Community News

Organization opens assistance to homeless students

By Daniel Johnson, Investigative Reporter

 The New Day Youth and Family Services organization is introduc­ing a transitional living program for 17 to 21 year olds, said New Day Housing Continuum Director and Life Skills Academy Director Evone Zander.

To join the transi­tional living program, students are required to fill out a confiden­tial online application form at http://www.ndnm.org and attend the life skills academy for one month.

While in the appli­cation process, students can elect to stay at the group’s shelter and will work with a specialist to determine if they are classifiable as homeless, she said.

“Helping people while educating them to survive in the world today is our main goal,” said Zander.

Youth Empowerment and Transitional Living Specialist Randi Miller said the program can help anyone classified as homeless, includ­ing those staying in a shelter, those sleeping on a friend’s or family member’s couch, and, in some cases, those in an abusive or dangerous environment.

“The program is open to all individuals that need it, including people who might just be couch surfing at a friend’s house, because a lot of people who are homeless do not con­sider themselves home­less,” she said.

Zander said that those in the program are required to attend life skills classes, which range from safe sex to financial literacy.

While the pro­gram is free to those who qualify, there are enforced rules and guidelines. People not in the program cannot visit clients, and a zero-tol­erance policy on drugs and alcohol is enforced, she said.

“Clients must follow program guidelines and understand we are offering help, but not offering a spot to live a party lifestyle”, she said.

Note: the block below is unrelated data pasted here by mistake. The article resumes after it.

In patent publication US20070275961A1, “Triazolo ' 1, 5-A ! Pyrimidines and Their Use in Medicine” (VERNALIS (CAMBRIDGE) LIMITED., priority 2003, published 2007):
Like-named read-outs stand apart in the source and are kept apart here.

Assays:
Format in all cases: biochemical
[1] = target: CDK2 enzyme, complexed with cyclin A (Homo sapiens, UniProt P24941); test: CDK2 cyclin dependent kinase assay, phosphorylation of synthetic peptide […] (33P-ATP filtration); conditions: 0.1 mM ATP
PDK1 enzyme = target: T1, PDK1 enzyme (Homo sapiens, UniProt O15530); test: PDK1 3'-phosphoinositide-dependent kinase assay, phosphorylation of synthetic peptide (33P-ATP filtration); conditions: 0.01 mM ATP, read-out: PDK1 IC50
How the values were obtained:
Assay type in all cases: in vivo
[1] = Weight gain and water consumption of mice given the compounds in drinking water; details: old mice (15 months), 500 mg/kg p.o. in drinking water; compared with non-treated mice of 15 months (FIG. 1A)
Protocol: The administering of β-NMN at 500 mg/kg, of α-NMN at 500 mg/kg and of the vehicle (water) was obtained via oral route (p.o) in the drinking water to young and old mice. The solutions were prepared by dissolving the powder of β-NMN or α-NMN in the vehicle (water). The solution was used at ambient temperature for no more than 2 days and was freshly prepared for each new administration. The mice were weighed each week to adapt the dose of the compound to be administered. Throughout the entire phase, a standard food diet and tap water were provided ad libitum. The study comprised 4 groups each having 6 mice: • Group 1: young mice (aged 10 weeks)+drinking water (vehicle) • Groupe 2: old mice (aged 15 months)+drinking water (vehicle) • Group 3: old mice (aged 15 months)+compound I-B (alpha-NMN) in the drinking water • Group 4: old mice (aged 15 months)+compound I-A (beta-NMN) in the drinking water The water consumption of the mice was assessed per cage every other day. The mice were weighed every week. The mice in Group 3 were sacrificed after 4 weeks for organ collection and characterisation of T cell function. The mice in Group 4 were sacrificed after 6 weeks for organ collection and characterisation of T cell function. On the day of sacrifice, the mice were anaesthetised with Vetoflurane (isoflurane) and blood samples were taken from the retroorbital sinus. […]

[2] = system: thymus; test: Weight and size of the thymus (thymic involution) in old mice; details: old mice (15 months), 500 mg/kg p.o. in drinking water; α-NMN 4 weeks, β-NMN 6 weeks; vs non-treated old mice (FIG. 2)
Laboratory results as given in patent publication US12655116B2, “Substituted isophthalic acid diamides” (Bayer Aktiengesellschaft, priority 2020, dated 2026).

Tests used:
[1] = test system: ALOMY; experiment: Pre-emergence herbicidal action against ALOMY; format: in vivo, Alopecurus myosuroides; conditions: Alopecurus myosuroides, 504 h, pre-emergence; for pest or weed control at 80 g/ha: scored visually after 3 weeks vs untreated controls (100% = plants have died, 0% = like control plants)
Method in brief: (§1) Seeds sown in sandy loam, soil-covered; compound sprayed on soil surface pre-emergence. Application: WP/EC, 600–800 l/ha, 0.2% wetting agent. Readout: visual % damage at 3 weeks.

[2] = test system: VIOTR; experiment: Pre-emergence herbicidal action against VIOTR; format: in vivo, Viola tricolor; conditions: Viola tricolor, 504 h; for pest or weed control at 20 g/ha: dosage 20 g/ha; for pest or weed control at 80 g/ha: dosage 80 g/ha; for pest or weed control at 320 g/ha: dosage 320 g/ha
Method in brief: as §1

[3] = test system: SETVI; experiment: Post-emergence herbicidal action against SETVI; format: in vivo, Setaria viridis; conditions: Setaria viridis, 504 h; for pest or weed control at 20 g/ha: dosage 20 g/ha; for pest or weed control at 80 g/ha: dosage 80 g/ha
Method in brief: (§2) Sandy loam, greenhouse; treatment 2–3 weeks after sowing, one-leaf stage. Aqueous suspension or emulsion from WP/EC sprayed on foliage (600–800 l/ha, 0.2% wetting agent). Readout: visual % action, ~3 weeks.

Zander said there are six apartments cur­rently in use that can house 15 people until the group’s new shel­ter is completed in September 2013.

New Day Youth and Family Services also provide clinical prac­tices, case management, youth crisis shelters and a detention diversion program for high school students, she said.

“We have a phenom­enal team of people that work at our agency and this is a great opportunity to give support to people who are struggling and need stability in their life to move forward, we want to make the positive pos­sible with every individual we help,” said Zander.

Miller said she knows that some may find it hard or scary to ask for help, but that helping is what the organization was created to do.

1 reply »

  1. This is Randi Miller speaking for New Day Youth and Family Services. While we really appreciate The Chronicle’s willingness to publish this piece about our new program, I would like to provide a couple corrections to this article:
    1. The residents living in our Independent Living Program are allowed visitors from whomever they would like, so long as they are not creating a destructive environment.
    2. There will be 15 Independent Living apartments serving 15 clients, so that would be one resident per apartment.
    Thank you so much

    Like

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